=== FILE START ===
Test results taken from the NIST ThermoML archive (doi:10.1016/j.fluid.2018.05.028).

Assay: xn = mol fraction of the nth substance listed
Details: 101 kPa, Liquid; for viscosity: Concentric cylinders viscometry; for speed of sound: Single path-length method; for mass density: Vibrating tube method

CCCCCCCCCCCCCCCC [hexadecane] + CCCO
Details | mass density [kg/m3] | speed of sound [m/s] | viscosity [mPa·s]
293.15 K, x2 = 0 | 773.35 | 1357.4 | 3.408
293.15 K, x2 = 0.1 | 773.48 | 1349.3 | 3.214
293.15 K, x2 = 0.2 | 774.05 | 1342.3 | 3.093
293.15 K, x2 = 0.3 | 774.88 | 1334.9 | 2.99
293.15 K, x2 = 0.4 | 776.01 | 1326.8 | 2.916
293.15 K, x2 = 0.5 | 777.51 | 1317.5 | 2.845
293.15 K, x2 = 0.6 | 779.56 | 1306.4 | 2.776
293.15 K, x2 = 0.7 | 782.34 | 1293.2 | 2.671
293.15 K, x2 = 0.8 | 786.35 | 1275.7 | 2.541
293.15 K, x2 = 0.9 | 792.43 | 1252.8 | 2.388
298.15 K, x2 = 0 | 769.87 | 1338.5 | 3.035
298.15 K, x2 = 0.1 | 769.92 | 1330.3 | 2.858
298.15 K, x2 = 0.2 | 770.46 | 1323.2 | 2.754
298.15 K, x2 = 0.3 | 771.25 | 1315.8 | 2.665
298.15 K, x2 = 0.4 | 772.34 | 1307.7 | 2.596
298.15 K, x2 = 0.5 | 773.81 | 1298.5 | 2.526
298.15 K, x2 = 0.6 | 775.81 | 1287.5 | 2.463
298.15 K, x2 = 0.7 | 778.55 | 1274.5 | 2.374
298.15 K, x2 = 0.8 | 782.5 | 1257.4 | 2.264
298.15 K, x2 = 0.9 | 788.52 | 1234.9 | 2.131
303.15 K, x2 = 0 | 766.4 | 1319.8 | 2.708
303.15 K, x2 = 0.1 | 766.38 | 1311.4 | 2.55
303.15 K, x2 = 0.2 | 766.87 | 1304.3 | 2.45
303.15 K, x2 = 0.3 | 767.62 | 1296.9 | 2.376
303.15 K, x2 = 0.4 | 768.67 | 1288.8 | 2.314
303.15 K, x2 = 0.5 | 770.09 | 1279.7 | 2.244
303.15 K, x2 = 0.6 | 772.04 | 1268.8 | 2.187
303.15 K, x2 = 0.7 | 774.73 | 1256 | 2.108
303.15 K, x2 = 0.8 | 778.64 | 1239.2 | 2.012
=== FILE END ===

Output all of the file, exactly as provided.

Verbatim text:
Test results taken from the NIST ThermoML archive (doi:10.1016/j.fluid.2018.05.028).

Assay: xn = mol fraction of the nth substance listed
Details: 101 kPa, Liquid; for viscosity: Concentric cylinders viscometry; for speed of sound: Single path-length method; for mass density: Vibrating tube method

CCCCCCCCCCCCCCCC [hexadecane] + CCCO
Details | mass density [kg/m3] | speed of sound [m/s] | viscosity [mPa·s]
293.15 K, x2 = 0 | 773.35 | 1357.4 | 3.408
293.15 K, x2 = 0.1 | 773.48 | 1349.3 | 3.214
293.15 K, x2 = 0.2 | 774.05 | 1342.3 | 3.093
293.15 K, x2 = 0.3 | 774.88 | 1334.9 | 2.99
293.15 K, x2 = 0.4 | 776.01 | 1326.8 | 2.916
293.15 K, x2 = 0.5 | 777.51 | 1317.5 | 2.845
293.15 K, x2 = 0.6 | 779.56 | 1306.4 | 2.776
293.15 K, x2 = 0.7 | 782.34 | 1293.2 | 2.671
293.15 K, x2 = 0.8 | 786.35 | 1275.7 | 2.541
293.15 K, x2 = 0.9 | 792.43 | 1252.8 | 2.388
298.15 K, x2 = 0 | 769.87 | 1338.5 | 3.035
298.15 K, x2 = 0.1 | 769.92 | 1330.3 | 2.858
298.15 K, x2 = 0.2 | 770.46 | 1323.2 | 2.754
298.15 K, x2 = 0.3 | 771.25 | 1315.8 | 2.665
298.15 K, x2 = 0.4 | 772.34 | 1307.7 | 2.596
298.15 K, x2 = 0.5 | 773.81 | 1298.5 | 2.526
298.15 K, x2 = 0.6 | 775.81 | 1287.5 | 2.463
298.15 K, x2 = 0.7 | 778.55 | 1274.5 | 2.374
298.15 K, x2 = 0.8 | 782.5 | 1257.4 | 2.264
298.15 K, x2 = 0.9 | 788.52 | 1234.9 | 2.131
303.15 K, x2 = 0 | 766.4 | 1319.8 | 2.708
303.15 K, x2 = 0.1 | 766.38 | 1311.4 | 2.55
303.15 K, x2 = 0.2 | 766.87 | 1304.3 | 2.45
303.15 K, x2 = 0.3 | 767.62 | 1296.9 | 2.376
303.15 K, x2 = 0.4 | 768.67 | 1288.8 | 2.314
303.15 K, x2 = 0.5 | 770.09 | 1279.7 | 2.244
303.15 K, x2 = 0.6 | 772.04 | 1268.8 | 2.187
303.15 K, x2 = 0.7 | 774.73 | 1256 | 2.108
303.15 K, x2 = 0.8 | 778.64 | 1239.2 | 2.012